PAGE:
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Campomelic dysplasia with dextrocardia and without sex-reversal.

Introduction

Campomelic dysplasia (CD) (OMIM #114290) is a very rare, sporadic, autosomal dominant syndrome with variable penetrance and expressivity. The term "campomelic", derived from the Greek word "campto" meaning bent and "melia" meaning limb; it refers to bowing of the long bones, primarily the tibiae and femur [1].

CD is characterized by a variable association of skeletal and extraskeletal abnormalities: bowed and fragile long bones, pelvis and chest abnormalities, eleven pairs of ribs, facial dysmorphism, cleft palate, sexual ambiguity in boys and heart, brain and kidney malformations [1-3].

Prevalence at birth ranges from 1/40,000 to 1/80,000 and the syndrome is associated with poor survival, primarily due to respiratory insufficiency [3-5]. Malformations such as micrognathia, retroglossia, cleft palate, narrow airways (caused by tracheobronchial cartilage defects), hypoplastic lungs, and a bell-shaped thorax are usually present and are the major cause of the severe respiratory problems that arise soon after birth, leading to death mostly during the neonatal period [6-8].

Case report

We report a case of a 3 days old male with plurimalformative syndrome. He is the first child of normal, non-consanguineous, Caucasian parents without family history of congenital malformations, genetic disorders or reproductive trouble. The mother had 18 years old and the father had 21 years old at the moment of conception. The pregnancy course had been uneventful until 32 weeks of gestational age when a routine ultrasound scan showed polyhydramnios, protrusion of the parietal bones and predominantly mesoacromelic shortness of long bones. No known toxic, medical exposures or unusual events were reported during the gestation.

The child was delivered at term, by cesarean section, because of reduced fetal heart beats. Birth weight was 3700 g, length was 40 cm, head circumference was 39.5 cm and chest circumference was 33 cm. At birth, the boy displayed severe asphyxia and therefore needed intensive care.

Physical examination revealed disharmonic short stature (Figure 1), a craniofacial dysmorphism characterized by: macrocephaly with flat occiput, wide fontanels, high forehead, high anterior hairline, nevus flameus on forehead, hypertelorism, flat nasal bridge with anteverted nostrils and wide nasal base, short and deep philtrum, microretrognathia, microstomia, cleft palate, low-set and posteriorly rotated ears and short neck (Figure 2).

Also we identified severe muscle hypotonia associated with skeletal anomalies: severe chest hypoplasia, curved short upper and lower limbs, talipes equinovarus. Genitalia was normal male (Figure 3).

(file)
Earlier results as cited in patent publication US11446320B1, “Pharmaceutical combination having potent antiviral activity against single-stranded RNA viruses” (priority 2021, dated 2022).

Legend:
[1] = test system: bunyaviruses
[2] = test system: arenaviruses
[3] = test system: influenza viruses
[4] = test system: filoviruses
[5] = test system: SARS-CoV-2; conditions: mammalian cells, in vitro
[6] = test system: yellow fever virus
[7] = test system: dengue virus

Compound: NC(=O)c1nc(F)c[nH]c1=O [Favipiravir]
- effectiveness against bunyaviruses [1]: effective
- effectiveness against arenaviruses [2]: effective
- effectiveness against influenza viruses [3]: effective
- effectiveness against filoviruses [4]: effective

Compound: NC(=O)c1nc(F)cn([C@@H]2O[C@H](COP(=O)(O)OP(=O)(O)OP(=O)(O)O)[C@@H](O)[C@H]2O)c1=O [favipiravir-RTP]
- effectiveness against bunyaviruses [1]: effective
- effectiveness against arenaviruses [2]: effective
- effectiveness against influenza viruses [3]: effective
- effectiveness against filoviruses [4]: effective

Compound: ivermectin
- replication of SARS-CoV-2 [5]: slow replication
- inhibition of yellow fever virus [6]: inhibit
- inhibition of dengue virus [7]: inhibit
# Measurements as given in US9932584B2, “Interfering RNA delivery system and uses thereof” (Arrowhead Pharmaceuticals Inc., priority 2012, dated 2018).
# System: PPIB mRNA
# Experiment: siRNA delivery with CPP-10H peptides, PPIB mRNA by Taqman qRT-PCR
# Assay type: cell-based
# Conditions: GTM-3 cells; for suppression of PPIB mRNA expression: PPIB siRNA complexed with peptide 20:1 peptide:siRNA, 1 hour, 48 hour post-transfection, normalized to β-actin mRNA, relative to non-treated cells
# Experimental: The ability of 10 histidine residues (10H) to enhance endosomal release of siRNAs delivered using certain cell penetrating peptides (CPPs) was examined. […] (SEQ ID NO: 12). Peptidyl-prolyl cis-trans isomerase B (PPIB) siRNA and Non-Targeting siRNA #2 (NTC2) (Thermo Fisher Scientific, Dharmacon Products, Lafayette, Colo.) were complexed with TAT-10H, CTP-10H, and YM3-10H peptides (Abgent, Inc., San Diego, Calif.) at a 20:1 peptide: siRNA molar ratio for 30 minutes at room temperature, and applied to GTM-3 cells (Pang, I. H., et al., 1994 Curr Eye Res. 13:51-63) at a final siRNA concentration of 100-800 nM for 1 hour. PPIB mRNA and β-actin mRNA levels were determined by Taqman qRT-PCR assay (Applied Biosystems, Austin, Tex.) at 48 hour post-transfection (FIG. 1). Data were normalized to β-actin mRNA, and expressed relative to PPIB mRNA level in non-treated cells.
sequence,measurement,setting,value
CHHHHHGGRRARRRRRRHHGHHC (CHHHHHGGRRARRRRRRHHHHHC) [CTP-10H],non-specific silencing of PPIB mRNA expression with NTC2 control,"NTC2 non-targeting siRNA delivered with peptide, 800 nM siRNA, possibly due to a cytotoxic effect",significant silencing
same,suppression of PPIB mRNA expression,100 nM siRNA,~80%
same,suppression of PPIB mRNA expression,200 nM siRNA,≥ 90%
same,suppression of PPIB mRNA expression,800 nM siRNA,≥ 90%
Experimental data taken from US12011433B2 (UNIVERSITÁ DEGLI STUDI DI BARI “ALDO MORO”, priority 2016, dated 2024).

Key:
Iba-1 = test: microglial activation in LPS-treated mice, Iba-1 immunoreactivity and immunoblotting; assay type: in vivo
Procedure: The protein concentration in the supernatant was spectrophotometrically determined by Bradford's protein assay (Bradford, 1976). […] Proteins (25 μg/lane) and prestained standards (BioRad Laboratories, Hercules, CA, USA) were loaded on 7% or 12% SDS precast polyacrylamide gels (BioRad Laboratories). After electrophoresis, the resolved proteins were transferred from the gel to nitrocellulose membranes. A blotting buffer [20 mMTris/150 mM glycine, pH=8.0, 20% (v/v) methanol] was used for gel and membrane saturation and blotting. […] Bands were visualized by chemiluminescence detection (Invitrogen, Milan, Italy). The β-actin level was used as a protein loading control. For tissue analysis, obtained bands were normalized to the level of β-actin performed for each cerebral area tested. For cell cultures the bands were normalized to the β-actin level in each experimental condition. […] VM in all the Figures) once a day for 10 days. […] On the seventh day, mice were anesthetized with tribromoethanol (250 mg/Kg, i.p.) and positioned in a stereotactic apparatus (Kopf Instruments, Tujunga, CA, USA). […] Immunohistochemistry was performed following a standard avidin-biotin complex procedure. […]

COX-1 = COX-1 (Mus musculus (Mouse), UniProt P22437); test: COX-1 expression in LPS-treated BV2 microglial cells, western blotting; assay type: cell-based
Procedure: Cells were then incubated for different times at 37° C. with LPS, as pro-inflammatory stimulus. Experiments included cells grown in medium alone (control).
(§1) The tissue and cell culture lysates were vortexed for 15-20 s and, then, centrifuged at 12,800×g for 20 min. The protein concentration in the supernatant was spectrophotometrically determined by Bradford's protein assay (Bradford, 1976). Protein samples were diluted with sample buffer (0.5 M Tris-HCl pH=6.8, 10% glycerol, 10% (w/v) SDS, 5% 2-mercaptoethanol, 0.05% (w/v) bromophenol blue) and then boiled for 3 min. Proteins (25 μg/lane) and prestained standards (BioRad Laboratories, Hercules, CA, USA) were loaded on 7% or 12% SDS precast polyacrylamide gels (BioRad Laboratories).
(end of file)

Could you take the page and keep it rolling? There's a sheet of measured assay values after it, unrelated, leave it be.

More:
Cardiac examination and auscultation indicated the presence of dextrocardia. Echocardiography revealed dextrocardia, patent foramen ovale, persistent common atrioventricular canal, reduced left-to-right shunt, abnormal left ventricle relaxation, tricuspid aortic valve.

The abdominal ultrasound revealed hepatomegaly.

The X-ray examination showed bell-shaped, narrow thoracic cage, dextrocardia, hypoplastic scapulae, reduced cranial, pelvic, tibial and fibular ossification, absence of nasal and sternal ossification, cervical kyphosis, 11 pairs of ribs, flat and short vertebral bodies, short humerus with widened distal epiphysis, anterolateral femoral and tibial bowing and ankle valgus deformity (Figure 4).

Because of the multiple anomalies found, chromosomal analysis was performed and revealed, by GTG-banding, a normal male karyotype (Figure 5).

On the basis of characteristic clinical and radiologic features, we established the diagnosis of campomelic dysplasia without sex reversal.

Discussions

CD is a rare plurimalformative syndrome that could be identified in prenatal period or immediately after birth.

The identification of a skeletal dysplasia in a prenatal setting generates a dilemma for both the physician and the family. Usually, prenatal diagnosis is made by ultrasound examination, completed by IRM. However, it is often difficult to establish a specific diagnosis before birth, and X ray examination after birth confirms the clinical supposition. The prenatal specific diagnosis is important to provide the informations about future prognosis and obstetrical management. Also, these data allow calculating the appropriate risk of recurrence in future pregnancies [6, 8, 9].

The prenatal diagnosis of CD by ultrasound examination is difficult, especially in cases when limbs are not bowed. Repeated prenatal ultrasound examinations could identify additional signs that allow a differential diagnosis with other skeletal dysplasia [9, 10].

In the presence of bowed limbs, the prenatal differential diagnosis of CD must consider Cummings syndrome, osteogenesis imperfecta type 2, hypophosphatasia, and thanatophoric dysplasia. Cummings syndrome is an autosomal recessive form of campomelic dysplasia that associate to skeletal malformations other anomalies like cystic disease (with renal, hepatic and pancreatic localization) cervical lymphocele or defects in laterality, manifested by polyasplenia complex, severe congenital heart disease and dextrocardia [11]. In our case, we exclude the diagnosis of Cumming syndrome because cystic disease, lymphocele and other defects of laterality (except dextrocardia) are missing. Osteogenesis imperfecta type 2 is a perinatal lethal form of an autosomal dominant skeletal dysplasia produced by mutation in COL1A1 or COL1A2 genes. The patients present severe skeletal deformations produced prenatally, secondary to multiple prenatal fractures that imply ribs and femur [12]. The absence of fractures in our patient can exclude the diagnosis of osteogenesis imperfecta type 2. The perinatal form of hypophosphatasia associates respiratory insufficiency and hypercalcemia [13]. The presence of dysmorphic features in our patient can exclude the diagnosis of hypophosphatasia. Thanatophoric dysplasia (TD) is a skeletal dysplasia characterized by association between short limbs (most affected being humerus and femur), narrow thorax, and macrocephaly. Type I TD presents also bowed femurs and cloverleaf skull deformity. The majority of cases died in utero or immediately after birth by respiratory insufficiency. The disease is sporadic and is produced by autosomal dominant mutation in FGFR3 gene [14]. The presence of dysmorphic features, the missing ribs and the cardiac malformation in our patient can exclude the diagnosis of thanatophoric dysplasia, type I.